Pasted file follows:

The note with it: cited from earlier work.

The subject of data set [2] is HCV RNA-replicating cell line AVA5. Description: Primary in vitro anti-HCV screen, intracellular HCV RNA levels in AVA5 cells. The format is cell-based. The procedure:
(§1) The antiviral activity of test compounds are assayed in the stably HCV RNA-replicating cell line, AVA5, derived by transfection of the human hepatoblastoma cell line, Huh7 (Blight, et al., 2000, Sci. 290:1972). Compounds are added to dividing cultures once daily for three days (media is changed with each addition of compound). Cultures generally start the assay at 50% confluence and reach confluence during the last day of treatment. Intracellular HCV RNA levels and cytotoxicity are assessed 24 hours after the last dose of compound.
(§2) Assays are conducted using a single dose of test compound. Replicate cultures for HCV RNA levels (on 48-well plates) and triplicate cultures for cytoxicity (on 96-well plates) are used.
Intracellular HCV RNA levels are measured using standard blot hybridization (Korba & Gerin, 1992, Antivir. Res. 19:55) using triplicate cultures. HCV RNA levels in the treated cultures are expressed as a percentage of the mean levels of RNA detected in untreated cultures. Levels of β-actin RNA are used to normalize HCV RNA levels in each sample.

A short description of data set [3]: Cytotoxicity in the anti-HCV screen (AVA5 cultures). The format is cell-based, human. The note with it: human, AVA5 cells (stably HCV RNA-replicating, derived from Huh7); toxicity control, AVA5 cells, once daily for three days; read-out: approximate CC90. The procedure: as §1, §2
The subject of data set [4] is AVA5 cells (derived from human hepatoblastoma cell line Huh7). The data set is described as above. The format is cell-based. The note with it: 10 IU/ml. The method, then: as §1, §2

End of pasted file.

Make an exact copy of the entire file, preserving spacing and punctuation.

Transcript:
The note with it: cited from earlier work.

The subject of data set [2] is HCV RNA-replicating cell line AVA5. Description: Primary in vitro anti-HCV screen, intracellular HCV RNA levels in AVA5 cells. The format is cell-based. The procedure:
(§1) The antiviral activity of test compounds are assayed in the stably HCV RNA-replicating cell line, AVA5, derived by transfection of the human hepatoblastoma cell line, Huh7 (Blight, et al., 2000, Sci. 290:1972). Compounds are added to dividing cultures once daily for three days (media is changed with each addition of compound). Cultures generally start the assay at 50% confluence and reach confluence during the last day of treatment. Intracellular HCV RNA levels and cytotoxicity are assessed 24 hours after the last dose of compound.
(§2) Assays are conducted using a single dose of test compound. Replicate cultures for HCV RNA levels (on 48-well plates) and triplicate cultures for cytoxicity (on 96-well plates) are used.
Intracellular HCV RNA levels are measured using standard blot hybridization (Korba & Gerin, 1992, Antivir. Res. 19:55) using triplicate cultures. HCV RNA levels in the treated cultures are expressed as a percentage of the mean levels of RNA detected in untreated cultures. Levels of β-actin RNA are used to normalize HCV RNA levels in each sample.

A short description of data set [3]: Cytotoxicity in the anti-HCV screen (AVA5 cultures). The format is cell-based, human. The note with it: human, AVA5 cells (stably HCV RNA-replicating, derived from Huh7); toxicity control, AVA5 cells, once daily for three days; read-out: approximate CC90. The procedure: as §1, §2
The subject of data set [4] is AVA5 cells (derived from human hepatoblastoma cell line Huh7). The data set is described as above. The format is cell-based. The note with it: 10 IU/ml. The method, then: as §1, §2